When it rains, it pours. Just ask Crisis at Carnival management team.
In yet another blow to Carnival Cruise Line’s barely-standing reputation, a CDC report detailing the failure of the ship “Fascination” to meet cleanliness and food service standards is making the media rounds.
Here’s a sample of what’s being said, from an ABC News article by Genevieve Shaw Brown:
A recent report from the Centers for Disease Control and Prevention gave an “unsatisfactory” rating to the Carnival Fascination, essentially a failing grade on a health inspection. A satisfactory rating from the CDC is a score of 85 or higher. The Fascination scored an 84.
The report outlines violations ranging from not enough chlorine in the pool to flies and a “roach nymph” found at a juice dispenser. In one case, there was no “sneeze guard” over some items on the food line.
Would we be calling this revelation, from a report written February 21, mere days after the Triumph finally made port, a crisis if Carnival hadn’t been in the middle of a string of disasters? Honestly, probably not. Just missing a passing score on inspections really isn’t all that unusual for the food service industry, especially for buffet-style eating where food is served in such massive quantities, and typically the story wouldn’t even make the news.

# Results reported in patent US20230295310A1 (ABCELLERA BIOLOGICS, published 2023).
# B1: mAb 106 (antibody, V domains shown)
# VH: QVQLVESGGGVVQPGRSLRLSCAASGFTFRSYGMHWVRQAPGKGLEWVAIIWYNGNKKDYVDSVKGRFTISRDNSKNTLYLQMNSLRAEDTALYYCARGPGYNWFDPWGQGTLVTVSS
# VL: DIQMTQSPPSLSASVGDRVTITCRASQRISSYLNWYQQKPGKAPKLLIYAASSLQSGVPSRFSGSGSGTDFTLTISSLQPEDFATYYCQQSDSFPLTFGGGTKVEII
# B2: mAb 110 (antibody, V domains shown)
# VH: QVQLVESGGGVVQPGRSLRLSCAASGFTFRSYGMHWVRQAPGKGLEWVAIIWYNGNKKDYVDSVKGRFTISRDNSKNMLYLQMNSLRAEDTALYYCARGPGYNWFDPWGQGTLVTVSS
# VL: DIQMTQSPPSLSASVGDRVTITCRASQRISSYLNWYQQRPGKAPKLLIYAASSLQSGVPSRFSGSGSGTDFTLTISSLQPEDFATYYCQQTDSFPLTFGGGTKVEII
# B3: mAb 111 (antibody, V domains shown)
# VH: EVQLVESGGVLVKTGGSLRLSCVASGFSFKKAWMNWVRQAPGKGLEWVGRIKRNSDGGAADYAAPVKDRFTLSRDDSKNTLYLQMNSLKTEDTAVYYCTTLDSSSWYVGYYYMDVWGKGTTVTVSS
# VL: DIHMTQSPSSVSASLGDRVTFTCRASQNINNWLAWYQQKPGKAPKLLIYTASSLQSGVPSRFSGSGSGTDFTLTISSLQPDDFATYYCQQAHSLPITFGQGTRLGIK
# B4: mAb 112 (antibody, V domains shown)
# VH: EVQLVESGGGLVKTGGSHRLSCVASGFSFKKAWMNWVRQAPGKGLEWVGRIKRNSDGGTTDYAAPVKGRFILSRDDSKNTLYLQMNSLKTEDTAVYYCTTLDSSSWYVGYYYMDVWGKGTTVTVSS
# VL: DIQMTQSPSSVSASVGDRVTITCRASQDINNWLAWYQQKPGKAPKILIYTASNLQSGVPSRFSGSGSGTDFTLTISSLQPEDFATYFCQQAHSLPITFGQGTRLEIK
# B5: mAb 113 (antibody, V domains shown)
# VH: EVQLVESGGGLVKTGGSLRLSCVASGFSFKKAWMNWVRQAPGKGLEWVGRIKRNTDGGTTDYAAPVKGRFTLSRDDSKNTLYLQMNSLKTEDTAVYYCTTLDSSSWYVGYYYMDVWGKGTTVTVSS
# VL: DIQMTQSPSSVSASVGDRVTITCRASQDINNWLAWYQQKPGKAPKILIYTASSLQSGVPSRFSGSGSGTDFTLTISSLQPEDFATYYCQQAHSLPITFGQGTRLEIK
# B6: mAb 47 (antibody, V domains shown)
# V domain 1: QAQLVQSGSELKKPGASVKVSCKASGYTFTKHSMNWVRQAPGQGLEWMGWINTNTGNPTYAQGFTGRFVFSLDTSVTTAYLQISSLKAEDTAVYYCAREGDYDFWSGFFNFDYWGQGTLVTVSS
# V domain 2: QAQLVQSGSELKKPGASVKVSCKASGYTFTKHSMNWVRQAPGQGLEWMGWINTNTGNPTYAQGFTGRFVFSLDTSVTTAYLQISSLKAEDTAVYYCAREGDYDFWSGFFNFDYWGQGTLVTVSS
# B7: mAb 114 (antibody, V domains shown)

The fact that Carnival’s reputation has already been put in question is the one reason why this story, and any single negative incident that occurs surrounding the company for at least the next couple of months, is going to be headline news.
The thing is, that’s the problem with allowing your reputation to slip. You have no cushion of goodwill to fall back on, no brand ambassadors to leap to your defense, and reporters know that any story where a tarnished brand is being heaped with more mud is an easy sell to both editors and readers.
Carnival is going to have to be, literally, flawless in its operations, as well as much more proactive in terms of its crisis management and reputation repair efforts, if it wants to swing the court of public opinion back it’s way. Unfortunately, right now the company is up a creek, and, from the looks of it, nobody’s paddling.
For more resources, see the Free Management Library topic: Crisis Management
[Jonathan Bernstein is president of Bernstein Crisis Management, Inc., an international crisis management consultancy, and author of Manager’s Guide to Crisis Management and Keeping the Wolves at Bay – Media Training. Erik Bernstein is Social Media Manager for the firm, and also the editor of its newsletter, Crisis Manager]